In all of these disputes, both sides claim to be on the side of our war dead. But we know that’s not so. We know that the finest way to honor those who died in service of the country is to help build and maintain a nation worthy of their sacrifices, and in that way we are all falling down on the job to varying degrees.

The place to begin and end on questions of the qualities and quantities of faith and love is usually within the confines of one’s own heart, with a little humility if not fear and trembling.

“But what is government itself, but the greatest of all reflections on human nature? If men were angels, no government would be necessary.” – Alexander Hamilton or James Madison, Federalist No. 51

Time: “Shortly after World War I broke out in 1914, two French artists could already predict that the conflict would take place on a scale unlike anything ever seen at that point. …shortly before the armistice in 1918, more than 100 French artists — mostly older men who were not able to fight themselves — had worked on it. Dubbed Panthéon de la Guerre, the painting measured a whopping 402 feet around and 45 feet tall, and depicted approximately 6,000 heroes of the Allied war effort. It was billed as the world’s largest painting. … After the painting was initially displayed in a dedicated structure in Paris, it went on tour. At the Chicago World’s Fair in 1933, a special building was constructed to display the massive mural. …it wound up by 1940 sitting in a crate outside a Baltimore warehouse, forgotten. A local restaurateur named William H. Haussner … purchased the painting at an auction for $3,400.”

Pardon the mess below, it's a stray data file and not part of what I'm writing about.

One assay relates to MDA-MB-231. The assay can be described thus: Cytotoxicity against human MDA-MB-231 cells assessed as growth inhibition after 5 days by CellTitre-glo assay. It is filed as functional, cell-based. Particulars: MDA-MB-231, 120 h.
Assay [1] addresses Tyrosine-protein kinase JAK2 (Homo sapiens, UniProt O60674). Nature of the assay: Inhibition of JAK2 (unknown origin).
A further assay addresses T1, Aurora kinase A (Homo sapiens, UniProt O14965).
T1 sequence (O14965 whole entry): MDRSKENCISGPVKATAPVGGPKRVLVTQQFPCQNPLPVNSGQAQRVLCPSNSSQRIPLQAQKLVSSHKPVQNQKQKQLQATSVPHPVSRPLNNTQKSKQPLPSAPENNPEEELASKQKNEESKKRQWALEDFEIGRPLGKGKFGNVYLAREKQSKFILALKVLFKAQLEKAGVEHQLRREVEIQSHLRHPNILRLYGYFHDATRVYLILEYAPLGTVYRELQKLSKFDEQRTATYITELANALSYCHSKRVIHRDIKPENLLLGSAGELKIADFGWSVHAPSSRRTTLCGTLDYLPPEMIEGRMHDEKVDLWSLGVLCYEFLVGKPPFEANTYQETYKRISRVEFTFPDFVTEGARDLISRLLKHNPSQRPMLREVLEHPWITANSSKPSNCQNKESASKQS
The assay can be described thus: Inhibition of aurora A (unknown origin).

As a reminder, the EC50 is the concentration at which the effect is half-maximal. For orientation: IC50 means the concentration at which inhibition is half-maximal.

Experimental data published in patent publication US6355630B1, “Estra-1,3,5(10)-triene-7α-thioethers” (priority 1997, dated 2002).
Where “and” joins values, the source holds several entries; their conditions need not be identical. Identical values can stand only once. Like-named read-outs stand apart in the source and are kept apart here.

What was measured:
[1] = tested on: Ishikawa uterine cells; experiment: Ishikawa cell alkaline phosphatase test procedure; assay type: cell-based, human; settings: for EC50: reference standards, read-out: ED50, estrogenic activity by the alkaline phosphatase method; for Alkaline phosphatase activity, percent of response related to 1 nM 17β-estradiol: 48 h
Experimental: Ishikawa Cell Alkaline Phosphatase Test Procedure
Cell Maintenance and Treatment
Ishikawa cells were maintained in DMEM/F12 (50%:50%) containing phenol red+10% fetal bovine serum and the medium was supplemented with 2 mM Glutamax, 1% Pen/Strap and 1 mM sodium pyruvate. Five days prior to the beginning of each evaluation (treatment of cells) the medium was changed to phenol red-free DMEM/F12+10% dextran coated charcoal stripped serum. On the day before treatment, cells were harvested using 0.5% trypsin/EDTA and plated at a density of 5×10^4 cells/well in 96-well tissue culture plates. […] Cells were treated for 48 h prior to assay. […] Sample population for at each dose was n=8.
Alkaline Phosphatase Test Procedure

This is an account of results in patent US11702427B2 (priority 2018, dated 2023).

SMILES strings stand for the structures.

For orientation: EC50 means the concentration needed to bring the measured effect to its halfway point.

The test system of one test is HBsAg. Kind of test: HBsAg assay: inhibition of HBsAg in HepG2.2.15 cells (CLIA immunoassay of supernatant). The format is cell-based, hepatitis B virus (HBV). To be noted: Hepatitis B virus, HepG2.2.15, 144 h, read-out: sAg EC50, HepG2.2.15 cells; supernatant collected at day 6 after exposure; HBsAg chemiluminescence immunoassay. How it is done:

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Trump net job-approval rating: -20.8 points
Change from one week ago: down 0.2 points

[President Trump’s score is determined by subtracting his average job disapproval rating in the five most recent, methodologically sound public polls from his average approval rating, calculated in the same fashion.]